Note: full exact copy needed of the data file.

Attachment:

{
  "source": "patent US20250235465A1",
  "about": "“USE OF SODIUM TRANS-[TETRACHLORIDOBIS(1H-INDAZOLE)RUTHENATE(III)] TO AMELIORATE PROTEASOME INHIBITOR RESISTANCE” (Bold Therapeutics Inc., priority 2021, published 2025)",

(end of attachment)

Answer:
{
  "source": "patent US20250235465A1",
  "about": "“USE OF SODIUM TRANS-[TETRACHLORIDOBIS(1H-INDAZOLE)RUTHENATE(III)] TO AMELIORATE PROTEASOME INHIBITOR RESISTANCE” (Bold Therapeutics Inc., priority 2021, published 2025)",